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Bar News - December 15, 2006

Judge Maher: A Man Who Will Never Retire


After 23 years as a probate judge (with 16 of those years as administrative justice of New Hampshire’s probate court) John R. Maher is moving on. To say he is retiring would be a mistake.


“For one thing, I’m going back to school,” says Maher, who will officially step down from the bench on Jan. 1, 2007. He plans to work towards a master’s degree in the area of mediation at Woodbury College in Vermont. “We have pioneered a mediation program in the probate court, with the great help of Marty Wagner, the probate court administrative coordinator, and Attorney Peter Wolfe. I’ve also been called upon by Judge Bob Morrill of the Superior Court to assist in the Rule 170 mediation cases in Rockingham County.”


The probate mediation program has 10 mediators working throughout the state. “These mediators (half of whom are non-lawyers) are paid from a court fund—so the parties don’t have to pay for the service,” explains Maher. “According to our most recent figures, more than 65 percent of the cases have had a positive resolution through mediation.”


Maher has already taken courses at the Strauss Institute for Dispute Resolution at Pepperdine Law School. “But this program at Woodbury will prepare me for more types of dispute resolution work, from business to finance to family. Actually, there is a much larger universe of dispute resolution work outside of the court system,” Maher says.


Maher was named administrative judge for the probate courts by the NH Supreme Court in 1990. At the time, the Court was responding to recommendations in a long-range planning study that is now commonly known as the Leahy/Dufresne Report. Although some small changes had been made to the probate court in the 1940s, procedures had not been over-hauled for at least a hundred years. It was apparent to the supreme court that major changes were needed.


A More Responsive Probate

Maher was determined to make the probate court more responsive to the needs of the public. He started by simplifying probate procedures without diminishing the legislature’s intent to maintain proper oversight of estates and trusts. Now, estates in which there is no litigation can be resolved by summary administration or waiver of administration in six or seven months.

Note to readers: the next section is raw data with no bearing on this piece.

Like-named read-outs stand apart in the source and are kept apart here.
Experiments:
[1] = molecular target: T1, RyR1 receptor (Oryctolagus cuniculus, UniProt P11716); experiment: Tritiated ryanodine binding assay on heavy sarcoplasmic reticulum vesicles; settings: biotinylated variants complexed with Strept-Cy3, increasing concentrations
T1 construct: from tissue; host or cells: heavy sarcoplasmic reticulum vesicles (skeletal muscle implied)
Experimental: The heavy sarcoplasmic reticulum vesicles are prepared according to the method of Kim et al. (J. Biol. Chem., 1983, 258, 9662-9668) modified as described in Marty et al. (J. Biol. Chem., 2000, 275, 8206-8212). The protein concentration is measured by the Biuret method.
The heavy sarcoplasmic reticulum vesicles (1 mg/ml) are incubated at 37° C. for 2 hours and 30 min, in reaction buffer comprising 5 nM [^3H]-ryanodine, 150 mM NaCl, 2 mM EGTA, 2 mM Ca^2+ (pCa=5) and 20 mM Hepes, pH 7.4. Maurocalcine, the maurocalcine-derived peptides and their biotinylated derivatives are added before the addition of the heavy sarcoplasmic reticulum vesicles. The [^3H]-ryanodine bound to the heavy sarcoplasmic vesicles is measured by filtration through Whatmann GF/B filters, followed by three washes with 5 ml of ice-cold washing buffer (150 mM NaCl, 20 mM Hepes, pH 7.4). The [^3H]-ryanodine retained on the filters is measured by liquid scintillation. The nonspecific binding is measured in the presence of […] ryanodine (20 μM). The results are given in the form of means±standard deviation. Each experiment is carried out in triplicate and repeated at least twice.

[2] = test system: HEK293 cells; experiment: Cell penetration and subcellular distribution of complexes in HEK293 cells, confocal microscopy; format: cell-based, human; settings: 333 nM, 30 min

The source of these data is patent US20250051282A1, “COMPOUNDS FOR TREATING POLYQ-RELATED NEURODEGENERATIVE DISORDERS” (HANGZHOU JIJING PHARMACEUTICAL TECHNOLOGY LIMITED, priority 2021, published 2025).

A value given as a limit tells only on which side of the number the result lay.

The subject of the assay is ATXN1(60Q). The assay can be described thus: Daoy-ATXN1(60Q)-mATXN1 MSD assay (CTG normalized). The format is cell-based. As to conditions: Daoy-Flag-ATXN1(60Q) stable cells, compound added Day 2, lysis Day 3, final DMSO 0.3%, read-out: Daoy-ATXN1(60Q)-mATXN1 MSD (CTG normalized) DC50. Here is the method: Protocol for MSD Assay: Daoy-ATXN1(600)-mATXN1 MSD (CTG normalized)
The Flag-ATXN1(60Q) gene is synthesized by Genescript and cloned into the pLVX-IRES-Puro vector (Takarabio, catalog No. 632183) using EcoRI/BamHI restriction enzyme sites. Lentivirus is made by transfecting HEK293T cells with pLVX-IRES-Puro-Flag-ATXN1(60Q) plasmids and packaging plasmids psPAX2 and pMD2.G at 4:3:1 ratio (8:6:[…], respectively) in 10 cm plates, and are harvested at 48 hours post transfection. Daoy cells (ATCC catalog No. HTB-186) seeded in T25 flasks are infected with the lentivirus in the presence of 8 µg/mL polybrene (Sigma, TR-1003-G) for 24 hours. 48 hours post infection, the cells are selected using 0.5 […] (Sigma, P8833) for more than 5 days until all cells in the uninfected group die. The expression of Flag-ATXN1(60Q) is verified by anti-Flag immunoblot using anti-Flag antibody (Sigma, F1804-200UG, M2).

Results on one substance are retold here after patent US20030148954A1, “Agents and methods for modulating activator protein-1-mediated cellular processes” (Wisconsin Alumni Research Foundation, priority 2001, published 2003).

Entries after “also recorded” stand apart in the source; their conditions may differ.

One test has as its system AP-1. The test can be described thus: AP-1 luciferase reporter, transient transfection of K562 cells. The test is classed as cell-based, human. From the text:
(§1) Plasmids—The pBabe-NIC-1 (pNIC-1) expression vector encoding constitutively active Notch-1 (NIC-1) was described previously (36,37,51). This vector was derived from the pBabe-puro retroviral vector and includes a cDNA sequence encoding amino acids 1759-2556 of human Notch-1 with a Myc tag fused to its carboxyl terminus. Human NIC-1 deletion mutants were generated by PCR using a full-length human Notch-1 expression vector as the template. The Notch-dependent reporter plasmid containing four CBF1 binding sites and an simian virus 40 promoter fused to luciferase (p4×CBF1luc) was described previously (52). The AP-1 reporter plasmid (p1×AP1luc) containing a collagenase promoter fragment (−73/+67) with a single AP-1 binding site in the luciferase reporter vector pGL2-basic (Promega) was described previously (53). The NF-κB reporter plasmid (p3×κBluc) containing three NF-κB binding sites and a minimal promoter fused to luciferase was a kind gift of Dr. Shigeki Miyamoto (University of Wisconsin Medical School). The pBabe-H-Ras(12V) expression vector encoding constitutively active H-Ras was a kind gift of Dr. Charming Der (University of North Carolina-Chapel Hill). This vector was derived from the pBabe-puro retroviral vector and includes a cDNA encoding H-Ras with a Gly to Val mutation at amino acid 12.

Furthermore, Maher moved for better education and training of judges and pushed for revision of probate forms. In this latter effort, Marty Wagner again played a large part. “In fact,” says Maher, “the forms for our probate court are now among the best in the nation. Anyone can go to our Web site and find the needed forms—and there are even ‘pop-ups’ that assist in filling them out—and there are tips on filing. We have been quite mindful of the needs of pro se parties and, to that end, there are also instructions on how to present your case in court.”


Maher hopes that in the coming year there will be a “live” help desk at the Rockingham County Probate Court, which members of the public can call directly to get assistance no matter in which probate court they may be filing their cases.


From the National College of Probate Judges (of which he is a past president), Maher learned about the Guardianship Monitoring Program. For the past ten years, the probate court has been training “volunteer court researchers” and “visitors” under the leadership of Wagner, the state coordinator for the program. Court visitors meet with guardians and their wards and provide information to the court regarding the cases. The volunteers are the eyes and ears of the court. AARP has assisted in the recruitment of senior citizens to assist in this work.

Maher gained a special appreciation for the Court Appointed Special Advocate (CASA) program when he served in the Family Division and he would like to explore the possibilities of becoming a CASA himself after he finishes his courses at Woodbury.


Lawyers Concerned for Lawyers  

Beyond the sphere of the probate court, Maher’s endeavors have included one of the most significant efforts on behalf of fellow attorneys and judges that has ever been made in New Hampshire. “Lawyers Concerned for Lawyers (LCL) is my favorite project,” says Maher. A recovering alcoholic himself, Maher is acutely aware of the pressures and tensions that lawyers and judges face and how alcohol and other drugs can destroy their lives.


“A friend from Massachusetts who helped me in my recovery asked me if I’d be interested in starting a Lawyers Concerned for Lawyers group in New Hampshire, such as they had in Massachusetts. I was only too happy to help,” says Maher. “I’m a firm believer that it is in giving that we receive. Doing this work only strengthens me.”


LCL meets once a month at the Manchester Country Club. Maher says that one of the future goals of LCL is to become more available to women attorneys. “I believe there is a need that is not being met, that at present women with addictions feel very reticent about becoming involved with LCL. We hope to overcome that reticence.”


Quick to praise the work of others, Maher says that attorney John Tobin (NH Legal Assistance) is also helping lawyers with alcohol and drug problems (through the Lawyers Assistance Committee of the NHBA). “If ever there were an apostle in this world, it’s John Tobin,” he says. “John has done great work in this area and we collaborate together frequently.”